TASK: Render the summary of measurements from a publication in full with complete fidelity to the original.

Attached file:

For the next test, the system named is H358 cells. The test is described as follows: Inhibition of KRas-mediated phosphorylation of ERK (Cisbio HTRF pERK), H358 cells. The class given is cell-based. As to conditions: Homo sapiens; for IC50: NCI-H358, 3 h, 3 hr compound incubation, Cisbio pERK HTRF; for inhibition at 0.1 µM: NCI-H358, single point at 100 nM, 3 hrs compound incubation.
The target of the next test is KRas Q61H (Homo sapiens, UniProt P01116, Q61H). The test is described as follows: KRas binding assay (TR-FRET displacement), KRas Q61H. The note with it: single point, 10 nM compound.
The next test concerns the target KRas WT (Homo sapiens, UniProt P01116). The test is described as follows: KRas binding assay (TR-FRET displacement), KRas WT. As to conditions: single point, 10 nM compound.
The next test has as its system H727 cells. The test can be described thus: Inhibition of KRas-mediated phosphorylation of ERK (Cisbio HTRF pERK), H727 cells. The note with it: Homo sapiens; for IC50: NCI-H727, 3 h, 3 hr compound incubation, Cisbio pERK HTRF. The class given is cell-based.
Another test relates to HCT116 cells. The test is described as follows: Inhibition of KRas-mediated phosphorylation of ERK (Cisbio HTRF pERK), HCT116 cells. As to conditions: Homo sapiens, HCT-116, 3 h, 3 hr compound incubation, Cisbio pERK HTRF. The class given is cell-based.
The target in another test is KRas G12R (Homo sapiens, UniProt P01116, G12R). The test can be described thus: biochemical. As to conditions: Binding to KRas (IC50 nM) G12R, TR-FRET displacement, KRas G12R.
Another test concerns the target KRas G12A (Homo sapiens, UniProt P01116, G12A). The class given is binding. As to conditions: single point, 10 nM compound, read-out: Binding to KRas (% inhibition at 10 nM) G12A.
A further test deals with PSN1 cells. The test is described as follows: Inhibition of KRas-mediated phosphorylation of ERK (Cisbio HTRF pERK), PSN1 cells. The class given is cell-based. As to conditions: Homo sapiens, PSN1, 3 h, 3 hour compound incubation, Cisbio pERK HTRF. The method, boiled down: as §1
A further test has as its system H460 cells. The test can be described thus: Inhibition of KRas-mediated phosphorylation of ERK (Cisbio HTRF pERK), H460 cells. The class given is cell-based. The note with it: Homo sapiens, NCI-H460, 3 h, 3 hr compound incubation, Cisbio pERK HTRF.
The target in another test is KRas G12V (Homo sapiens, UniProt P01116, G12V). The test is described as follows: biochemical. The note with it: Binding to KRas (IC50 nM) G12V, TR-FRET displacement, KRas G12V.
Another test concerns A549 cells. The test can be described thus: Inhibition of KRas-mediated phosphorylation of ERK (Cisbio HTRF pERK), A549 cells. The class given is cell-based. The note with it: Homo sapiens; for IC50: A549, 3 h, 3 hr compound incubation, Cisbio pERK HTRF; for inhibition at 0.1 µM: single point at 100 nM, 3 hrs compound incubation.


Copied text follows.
For the next test, the system named is H358 cells. The test is described as follows: Inhibition of KRas-mediated phosphorylation of ERK (Cisbio HTRF pERK), H358 cells. The class given is cell-based. As to conditions: Homo sapiens; for IC50: NCI-H358, 3 h, 3 hr compound incubation, Cisbio pERK HTRF; for inhibition at 0.1 µM: NCI-H358, single point at 100 nM, 3 hrs compound incubation.
The target of the next test is KRas Q61H (Homo sapiens, UniProt P01116, Q61H). The test is described as follows: KRas binding assay (TR-FRET displacement), KRas Q61H. The note with it: single point, 10 nM compound.
The next test concerns the target KRas WT (Homo sapiens, UniProt P01116). The test is described as follows: KRas binding assay (TR-FRET displacement), KRas WT. As to conditions: single point, 10 nM compound.
The next test has as its system H727 cells. The test can be described thus: Inhibition of KRas-mediated phosphorylation of ERK (Cisbio HTRF pERK), H727 cells. The note with it: Homo sapiens; for IC50: NCI-H727, 3 h, 3 hr compound incubation, Cisbio pERK HTRF. The class given is cell-based.
Another test relates to HCT116 cells. The test is described as follows: Inhibition of KRas-mediated phosphorylation of ERK (Cisbio HTRF pERK), HCT116 cells. As to conditions: Homo sapiens, HCT-116, 3 h, 3 hr compound incubation, Cisbio pERK HTRF. The class given is cell-based.
The target in another test is KRas G12R (Homo sapiens, UniProt P01116, G12R). The test can be described thus: biochemical. As to conditions: Binding to KRas (IC50 nM) G12R, TR-FRET displacement, KRas G12R.
Another test concerns the target KRas G12A (Homo sapiens, UniProt P01116, G12A). The class given is binding. As to conditions: single point, 10 nM compound, read-out: Binding to KRas (% inhibition at 10 nM) G12A.
A further test deals with PSN1 cells. The test is described as follows: Inhibition of KRas-mediated phosphorylation of ERK (Cisbio HTRF pERK), PSN1 cells. The class given is cell-based. As to conditions: Homo sapiens, PSN1, 3 h, 3 hour compound incubation, Cisbio pERK HTRF. The method, boiled down: as §1
A further test has as its system H460 cells. The test can be described thus: Inhibition of KRas-mediated phosphorylation of ERK (Cisbio HTRF pERK), H460 cells. The class given is cell-based. The note with it: Homo sapiens, NCI-H460, 3 h, 3 hr compound incubation, Cisbio pERK HTRF.
The target in another test is KRas G12V (Homo sapiens, UniProt P01116, G12V). The test is described as follows: biochemical. The note with it: Binding to KRas (IC50 nM) G12V, TR-FRET displacement, KRas G12V.
Another test concerns A549 cells. The test can be described thus: Inhibition of KRas-mediated phosphorylation of ERK (Cisbio HTRF pERK), A549 cells. The class given is cell-based. The note with it: Homo sapiens; for IC50: A549, 3 h, 3 hr compound incubation, Cisbio pERK HTRF; for inhibition at 0.1 µM: single point at 100 nM, 3 hrs compound incubation.